Although she only made skits for the special episodes, Yuriko Noda’s appearance made a strong impression due to the great fit between her material choices and the content she handled. Noda is a stop-motion animator who on occasion has used materials like clay in pointed ways, tying its shifting properties to identity issues. At the same time, though, she’s no stranger to simply exploiting the inherent fun of seeing clay characters move in certain ways. Her Pop Clay Epic segments are obviously in this camp; Pop Team Epic often contrasts the cutesy appearance of the characters with the violent slapstick they get into on the regular, and seeing that translated with actual physicality makes it even funnier.
Those episodes also included an appearance by Satomi Maiya, whom anime fans might know best as part of the dynamic duo behind the stunning anime adaptations of Totsukuni no Shoujo. While she’s no stranger to heavy topics, and can certainly pull off bursts of kinetic and emotional energy when asked to, there’s something inherently peaceful about the picture book-esque style she defaults to. Her partnership with Yutaro Kubo makes a lot of sense with this in mind, with each of them providing what the other perhaps lacks. In her appropriately named Pop Team Pastel skit, though, it’s only her color—quite literally—that is needed. A rarely wholesome one, although in that Pop Team Epic way where it still involves toying with the laws of the world.
In that same camp of artists who made impactful guest appearances we also find the aforementioned Miyo Sato, who handled the Pop Team Epic: Tales of Long ago skits. Although they’re short and not thematically poignant in the way that her contributions to Mob Psycho can be, they’re amusing ways to exploit the quirks of the techniques she specializes on: oil paint on glass animation, as well as sand animation. With the inherent lack of solidity of those materials, morphing and transformations come naturally, turning silly puns into brief flashes of stunning craft. And, almost more importantly, she actually opened up her first skit with a short sample of how she operates sand in the animation process.
It’s worth noting that, on top of all these GEIDAI Animation folks who directed their own skits, a few more tagged in to assist Aoki’s work. During the first run, right about any step in the animation process that he didn’t handle himself was in the hands of those youngsters, who despite not receiving as big of an opportunity as their slightly more experienced pals singlehandedly making the equivalent of short films, they still got a taste of anime—and a nice addition to their resumes. Most of them stuck to a specific department that fit their strengths; for Mika Seike, that is her eye for color helping in painting and design tasks, for Harune Sato, the sense of place for background art and design, and for Takuto Katayama, the digital mastery to help with compositing and special effects. And for the adaptable ones with the time to dedicate to the show’s production? Kaori Ryo alone has worked in nearly 30 skits across two seasons, where she’s done right about everything: key animation, in-betweening, painting, background art, and even some design assistance. Not bad for someone whose name won’t be highlighted much.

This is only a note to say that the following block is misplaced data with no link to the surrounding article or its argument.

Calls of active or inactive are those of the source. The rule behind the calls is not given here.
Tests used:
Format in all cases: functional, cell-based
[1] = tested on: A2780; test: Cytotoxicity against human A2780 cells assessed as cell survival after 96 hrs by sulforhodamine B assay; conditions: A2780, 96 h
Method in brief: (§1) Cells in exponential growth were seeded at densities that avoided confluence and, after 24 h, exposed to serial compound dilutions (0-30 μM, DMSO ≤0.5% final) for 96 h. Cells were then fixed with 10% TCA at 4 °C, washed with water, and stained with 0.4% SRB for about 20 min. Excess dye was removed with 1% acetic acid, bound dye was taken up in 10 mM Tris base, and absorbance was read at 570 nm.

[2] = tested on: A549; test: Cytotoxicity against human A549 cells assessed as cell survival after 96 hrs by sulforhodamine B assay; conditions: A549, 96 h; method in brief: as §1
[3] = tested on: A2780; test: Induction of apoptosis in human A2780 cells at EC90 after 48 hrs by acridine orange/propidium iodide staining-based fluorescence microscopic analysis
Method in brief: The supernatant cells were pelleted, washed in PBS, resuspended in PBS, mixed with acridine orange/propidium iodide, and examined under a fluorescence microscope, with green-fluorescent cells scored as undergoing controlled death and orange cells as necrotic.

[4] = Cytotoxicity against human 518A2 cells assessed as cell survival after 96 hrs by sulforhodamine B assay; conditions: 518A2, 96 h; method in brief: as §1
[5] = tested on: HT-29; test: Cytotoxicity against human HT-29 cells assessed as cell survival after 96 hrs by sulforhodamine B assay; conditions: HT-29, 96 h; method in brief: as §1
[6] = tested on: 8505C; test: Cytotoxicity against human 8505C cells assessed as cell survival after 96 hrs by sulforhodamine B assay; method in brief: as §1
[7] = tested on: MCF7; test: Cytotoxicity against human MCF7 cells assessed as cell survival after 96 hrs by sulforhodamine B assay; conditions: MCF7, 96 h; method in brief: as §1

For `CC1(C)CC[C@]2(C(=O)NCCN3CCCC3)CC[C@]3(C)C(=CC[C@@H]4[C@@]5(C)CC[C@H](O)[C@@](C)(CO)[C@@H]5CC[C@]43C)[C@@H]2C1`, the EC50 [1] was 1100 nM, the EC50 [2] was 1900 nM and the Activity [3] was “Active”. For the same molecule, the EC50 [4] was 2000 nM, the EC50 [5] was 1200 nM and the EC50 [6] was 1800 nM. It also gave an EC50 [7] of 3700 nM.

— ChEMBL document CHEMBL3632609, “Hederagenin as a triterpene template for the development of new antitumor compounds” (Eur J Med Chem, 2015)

If you’re acquainted with Japan’s alternative animation scene, you might have noticed that there are some conspicuously missing names in the list of GEIDAI Animation contributors. Behind stop-motion experts UchuPeople there are not one but two artists who graduated from that program: Kazushige Toma and Hana Ono. Similarly to many of their peers, they were invited because Aoki had enjoyed their graduation work for the program; one that also happened to involve felt dolls and a bit of dancing like their eventual Pop Team Epic fan favorites, but it’s worth noting that the series director’s invitation granted them to freedom to do as they pleased so it was UchuPeople themselves who decided to proceed this way. The result was a series of short music videos like Let’s Pop Together, amusing parodies in the vein of other Pop Team Epic skits, but with a universal appeal granted by UchuPeople’s charming handcraft that makes it so that even people lacking any sort of context can enjoy them.
As they explained in this interview, and despite the obvious undertaking, their production methods aren’t as daunting of a prospect as it may appear, so they encouraged other anime producers—ones not as crazy as Sudo—to commission more stop-motion work. They did prove that their workflow is efficient by contributing four music videos across the first season and its two extra episodes… and yet, up until the last episode of season 2, they had yet to appear again. Let’s talk about the pesky variable that is production timing.